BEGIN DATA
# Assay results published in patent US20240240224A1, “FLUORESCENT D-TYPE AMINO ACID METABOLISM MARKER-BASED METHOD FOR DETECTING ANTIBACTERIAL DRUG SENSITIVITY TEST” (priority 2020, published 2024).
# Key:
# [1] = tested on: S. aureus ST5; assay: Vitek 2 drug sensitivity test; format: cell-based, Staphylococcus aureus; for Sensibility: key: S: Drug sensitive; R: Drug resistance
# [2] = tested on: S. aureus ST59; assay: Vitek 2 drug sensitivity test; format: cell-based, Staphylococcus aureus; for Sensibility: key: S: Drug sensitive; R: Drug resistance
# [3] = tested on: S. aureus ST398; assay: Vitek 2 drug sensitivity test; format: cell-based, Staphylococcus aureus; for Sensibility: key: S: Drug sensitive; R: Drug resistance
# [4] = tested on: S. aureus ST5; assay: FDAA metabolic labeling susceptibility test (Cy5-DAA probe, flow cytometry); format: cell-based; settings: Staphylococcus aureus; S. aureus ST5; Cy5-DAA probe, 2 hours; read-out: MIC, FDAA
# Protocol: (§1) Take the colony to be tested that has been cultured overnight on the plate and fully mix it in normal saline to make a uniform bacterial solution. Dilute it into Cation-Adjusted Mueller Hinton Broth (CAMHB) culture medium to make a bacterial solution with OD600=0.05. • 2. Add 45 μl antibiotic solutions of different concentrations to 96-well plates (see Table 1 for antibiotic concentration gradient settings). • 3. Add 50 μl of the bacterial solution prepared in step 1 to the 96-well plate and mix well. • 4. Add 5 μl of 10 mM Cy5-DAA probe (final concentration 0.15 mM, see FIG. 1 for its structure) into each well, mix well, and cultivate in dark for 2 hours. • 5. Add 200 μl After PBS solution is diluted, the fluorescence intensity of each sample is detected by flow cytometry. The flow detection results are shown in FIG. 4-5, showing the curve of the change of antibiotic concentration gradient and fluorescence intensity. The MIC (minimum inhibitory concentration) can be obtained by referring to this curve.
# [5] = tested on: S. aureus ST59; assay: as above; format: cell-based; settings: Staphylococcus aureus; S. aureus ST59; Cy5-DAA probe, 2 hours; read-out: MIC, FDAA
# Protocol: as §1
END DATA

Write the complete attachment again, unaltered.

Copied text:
# Assay results published in patent US20240240224A1, “FLUORESCENT D-TYPE AMINO ACID METABOLISM MARKER-BASED METHOD FOR DETECTING ANTIBACTERIAL DRUG SENSITIVITY TEST” (priority 2020, published 2024).
# Key:
# [1] = tested on: S. aureus ST5; assay: Vitek 2 drug sensitivity test; format: cell-based, Staphylococcus aureus; for Sensibility: key: S: Drug sensitive; R: Drug resistance
# [2] = tested on: S. aureus ST59; assay: Vitek 2 drug sensitivity test; format: cell-based, Staphylococcus aureus; for Sensibility: key: S: Drug sensitive; R: Drug resistance
# [3] = tested on: S. aureus ST398; assay: Vitek 2 drug sensitivity test; format: cell-based, Staphylococcus aureus; for Sensibility: key: S: Drug sensitive; R: Drug resistance
# [4] = tested on: S. aureus ST5; assay: FDAA metabolic labeling susceptibility test (Cy5-DAA probe, flow cytometry); format: cell-based; settings: Staphylococcus aureus; S. aureus ST5; Cy5-DAA probe, 2 hours; read-out: MIC, FDAA
# Protocol: (§1) Take the colony to be tested that has been cultured overnight on the plate and fully mix it in normal saline to make a uniform bacterial solution. Dilute it into Cation-Adjusted Mueller Hinton Broth (CAMHB) culture medium to make a bacterial solution with OD600=0.05. • 2. Add 45 μl antibiotic solutions of different concentrations to 96-well plates (see Table 1 for antibiotic concentration gradient settings). • 3. Add 50 μl of the bacterial solution prepared in step 1 to the 96-well plate and mix well. • 4. Add 5 μl of 10 mM Cy5-DAA probe (final concentration 0.15 mM, see FIG. 1 for its structure) into each well, mix well, and cultivate in dark for 2 hours. • 5. Add 200 μl After PBS solution is diluted, the fluorescence intensity of each sample is detected by flow cytometry. The flow detection results are shown in FIG. 4-5, showing the curve of the change of antibiotic concentration gradient and fluorescence intensity. The MIC (minimum inhibitory concentration) can be obtained by referring to this curve.
# [5] = tested on: S. aureus ST59; assay: as above; format: cell-based; settings: Staphylococcus aureus; S. aureus ST59; Cy5-DAA probe, 2 hours; read-out: MIC, FDAA
# Protocol: as §1